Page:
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Considering how cheap the Amazon Fire tablets are when Black Friday comes around, you can purchase one of those and load the game onto it, than turn off the internet connection and the app will work for as long as the tablet survives. Stick it in the box with the game with a charger, and you'll have many many years of play without worries.

If you end up playing the game long enough for the app to become obsolete, than congratulations for getting your money's worth out of it! It seems like nowadays so many people play something a couple of times and then move on.

I think it's worth noting, that when people bring up the fact that they're playing a version of monopoly from 70 years ago, back then there weren't many options for games. Nowadays you have thousands coming out every single year. Most of your game collection will survive just fine even if we lose all of our computer technology. Just think of this one as being more of a video game than a board game, and play it appropriately.
 
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Henrik S.
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There is a problem if the app does need server access with the servers down or is left in an unusable state like the iOS version of Golem Arcana. Than it is game over.
 
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Burke Martin
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Nobody knows is answer and here are some points to think about.

1. Where will it be available to download.
2. Will any of the extra/paid content be available if it is available.
3. Are there DRM mechanisms working behind the scenes that could prevent it from being usable, ala Battles for Middle Earth from EA.
4. How much work will it be to get running and is it worth it to play this game.

Im sure I could think of more potential obstacles and the reality is that at some point FFG will not be around anymore. Someone would then need to pick up the support for at least hosting this app and chances of that happening are probably nill because there is no way to make money off hosting it.

I also think the licensing will expire and the program will be pulled long before it loses support due to technical challenges.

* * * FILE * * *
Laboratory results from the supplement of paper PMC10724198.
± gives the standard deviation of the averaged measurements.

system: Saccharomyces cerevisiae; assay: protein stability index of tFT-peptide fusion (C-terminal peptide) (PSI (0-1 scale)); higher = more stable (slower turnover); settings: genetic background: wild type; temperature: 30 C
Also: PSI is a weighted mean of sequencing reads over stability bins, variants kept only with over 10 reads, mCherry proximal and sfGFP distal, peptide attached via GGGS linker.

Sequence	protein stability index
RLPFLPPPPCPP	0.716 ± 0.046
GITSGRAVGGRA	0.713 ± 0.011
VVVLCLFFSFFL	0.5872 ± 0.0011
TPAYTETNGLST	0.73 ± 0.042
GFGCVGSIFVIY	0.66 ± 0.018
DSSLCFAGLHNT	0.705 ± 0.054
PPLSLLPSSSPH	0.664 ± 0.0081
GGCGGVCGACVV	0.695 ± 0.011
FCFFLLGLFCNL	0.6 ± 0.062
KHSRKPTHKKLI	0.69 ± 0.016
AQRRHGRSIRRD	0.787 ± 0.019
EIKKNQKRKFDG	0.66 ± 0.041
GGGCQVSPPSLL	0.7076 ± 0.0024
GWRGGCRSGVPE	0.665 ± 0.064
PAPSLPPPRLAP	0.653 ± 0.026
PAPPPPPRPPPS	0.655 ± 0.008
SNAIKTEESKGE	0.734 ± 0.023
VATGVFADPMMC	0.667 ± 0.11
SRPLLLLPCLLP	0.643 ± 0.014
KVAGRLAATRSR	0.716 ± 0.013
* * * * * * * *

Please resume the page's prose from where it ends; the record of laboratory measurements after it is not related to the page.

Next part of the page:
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Chris J Davis
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What happened with Golem Arcana in the end?
 
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Chris J Davis
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brkmrtn wrote:


I also think the licensing will expire and the program will be pulled long before it loses support due to technical challenges.


For something like this, I would be very surprised if the licence for the app to remain available (specifically just the app, not the rest of the game) wasn't for perpetuity, due to the nature of its link with the board game. It would be more reasonable for the licence to state that that it expires for creating new content, but is effectively forever for just making the app available (and potentially things like bug-fixes).

If FFG/Asmodee negotiated a licence where they have to pull the app as soon as they lose the licence to the product, then they negotiated a very bad deal indeed.
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Chris Poor
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Here's what gives me hope in this situation:

https://github.com/NPBruce/valkyrie/wiki

Totally free (at present) fan-created platform that is a substitute for the official app for Mansions of Madness and Descent (and perhaps Imperial Assault). Fan-created scenarios of very high quality.

I doubt it will be long before someone decides to add JiMe to the list.

Also, even beyond this individual program, other people in the future can write other, similar programs.

It is a risk when buying a game that has non-typical interactions and components, that the game may actually only be a part of a fad that will fade. There is usually a large enough community to keep the game playable. Especially with Board Game Geek in existence. Hope that never becomes obsolete...
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Cameron McKenzie
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LarkinVB wrote:
There is a problem if the apps does need server access with the servers down or is left in an unusable state like the iOS version of Golem Arcana. Than it is game over.


What happens if you run the app while your device is offline?
If it still works, you should be fine.
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Rob Davis
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Magellan1 wrote:
Ultimately everything has an expiration date though, even people. So should a middle-aged gamer who is let's say 50 years old just never buy a board game because the gamer himself will probably expire in 20 years or so?

No, we should just get 50% off MSRP on everything!